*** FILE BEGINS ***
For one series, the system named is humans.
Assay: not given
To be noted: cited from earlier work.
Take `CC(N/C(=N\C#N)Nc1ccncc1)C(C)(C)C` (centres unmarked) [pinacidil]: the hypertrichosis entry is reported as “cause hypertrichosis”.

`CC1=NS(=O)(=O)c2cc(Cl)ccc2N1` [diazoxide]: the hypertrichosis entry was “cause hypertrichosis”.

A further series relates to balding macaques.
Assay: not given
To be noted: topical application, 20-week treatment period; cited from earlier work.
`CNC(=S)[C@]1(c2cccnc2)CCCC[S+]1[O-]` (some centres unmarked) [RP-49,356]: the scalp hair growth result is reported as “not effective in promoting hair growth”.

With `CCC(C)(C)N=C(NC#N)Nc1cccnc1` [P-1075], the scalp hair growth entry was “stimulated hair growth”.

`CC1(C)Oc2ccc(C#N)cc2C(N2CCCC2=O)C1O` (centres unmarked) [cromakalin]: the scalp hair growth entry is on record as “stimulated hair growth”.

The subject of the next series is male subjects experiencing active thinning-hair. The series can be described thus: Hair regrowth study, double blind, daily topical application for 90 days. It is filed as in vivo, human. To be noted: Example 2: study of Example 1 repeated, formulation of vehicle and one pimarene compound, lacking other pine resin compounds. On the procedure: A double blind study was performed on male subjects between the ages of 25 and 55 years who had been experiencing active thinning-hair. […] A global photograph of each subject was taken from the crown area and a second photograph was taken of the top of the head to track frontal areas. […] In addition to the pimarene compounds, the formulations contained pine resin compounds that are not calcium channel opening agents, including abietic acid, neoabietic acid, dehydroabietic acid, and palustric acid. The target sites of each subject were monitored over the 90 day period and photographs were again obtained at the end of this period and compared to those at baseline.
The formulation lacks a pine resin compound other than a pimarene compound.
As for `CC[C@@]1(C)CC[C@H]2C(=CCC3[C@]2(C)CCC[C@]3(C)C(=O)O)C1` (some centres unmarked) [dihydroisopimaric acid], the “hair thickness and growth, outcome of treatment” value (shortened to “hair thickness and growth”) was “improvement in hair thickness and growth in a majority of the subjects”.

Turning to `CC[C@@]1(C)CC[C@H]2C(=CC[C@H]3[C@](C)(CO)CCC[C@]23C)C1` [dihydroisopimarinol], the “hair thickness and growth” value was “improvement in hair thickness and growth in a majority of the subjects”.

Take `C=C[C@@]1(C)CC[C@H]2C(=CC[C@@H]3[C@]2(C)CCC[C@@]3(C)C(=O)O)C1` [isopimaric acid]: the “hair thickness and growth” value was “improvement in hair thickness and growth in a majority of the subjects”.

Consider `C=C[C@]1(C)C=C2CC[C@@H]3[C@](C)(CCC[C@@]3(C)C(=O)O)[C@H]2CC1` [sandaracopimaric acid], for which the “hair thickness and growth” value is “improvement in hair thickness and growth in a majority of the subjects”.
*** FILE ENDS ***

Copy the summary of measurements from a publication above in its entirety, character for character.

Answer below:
For one series, the system named is humans.
Assay: not given
To be noted: cited from earlier work.
Take `CC(N/C(=N\C#N)Nc1ccncc1)C(C)(C)C` (centres unmarked) [pinacidil]: the hypertrichosis entry is reported as “cause hypertrichosis”.

`CC1=NS(=O)(=O)c2cc(Cl)ccc2N1` [diazoxide]: the hypertrichosis entry was “cause hypertrichosis”.

A further series relates to balding macaques.
Assay: not given
To be noted: topical application, 20-week treatment period; cited from earlier work.
`CNC(=S)[C@]1(c2cccnc2)CCCC[S+]1[O-]` (some centres unmarked) [RP-49,356]: the scalp hair growth result is reported as “not effective in promoting hair growth”.

With `CCC(C)(C)N=C(NC#N)Nc1cccnc1` [P-1075], the scalp hair growth entry was “stimulated hair growth”.

`CC1(C)Oc2ccc(C#N)cc2C(N2CCCC2=O)C1O` (centres unmarked) [cromakalin]: the scalp hair growth entry is on record as “stimulated hair growth”.

The subject of the next series is male subjects experiencing active thinning-hair. The series can be described thus: Hair regrowth study, double blind, daily topical application for 90 days. It is filed as in vivo, human. To be noted: Example 2: study of Example 1 repeated, formulation of vehicle and one pimarene compound, lacking other pine resin compounds. On the procedure: A double blind study was performed on male subjects between the ages of 25 and 55 years who had been experiencing active thinning-hair. […] A global photograph of each subject was taken from the crown area and a second photograph was taken of the top of the head to track frontal areas. […] In addition to the pimarene compounds, the formulations contained pine resin compounds that are not calcium channel opening agents, including abietic acid, neoabietic acid, dehydroabietic acid, and palustric acid. The target sites of each subject were monitored over the 90 day period and photographs were again obtained at the end of this period and compared to those at baseline.
The formulation lacks a pine resin compound other than a pimarene compound.
As for `CC[C@@]1(C)CC[C@H]2C(=CCC3[C@]2(C)CCC[C@]3(C)C(=O)O)C1` (some centres unmarked) [dihydroisopimaric acid], the “hair thickness and growth, outcome of treatment” value (shortened to “hair thickness and growth”) was “improvement in hair thickness and growth in a majority of the subjects”.

Turning to `CC[C@@]1(C)CC[C@H]2C(=CC[C@H]3[C@](C)(CO)CCC[C@]23C)C1` [dihydroisopimarinol], the “hair thickness and growth” value was “improvement in hair thickness and growth in a majority of the subjects”.

Take `C=C[C@@]1(C)CC[C@H]2C(=CC[C@@H]3[C@]2(C)CCC[C@@]3(C)C(=O)O)C1` [isopimaric acid]: the “hair thickness and growth” value was “improvement in hair thickness and growth in a majority of the subjects”.

Consider `C=C[C@]1(C)C=C2CC[C@@H]3[C@](C)(CCC[C@@]3(C)C(=O)O)[C@H]2CC1` [sandaracopimaric acid], for which the “hair thickness and growth” value is “improvement in hair thickness and growth in a majority of the subjects”.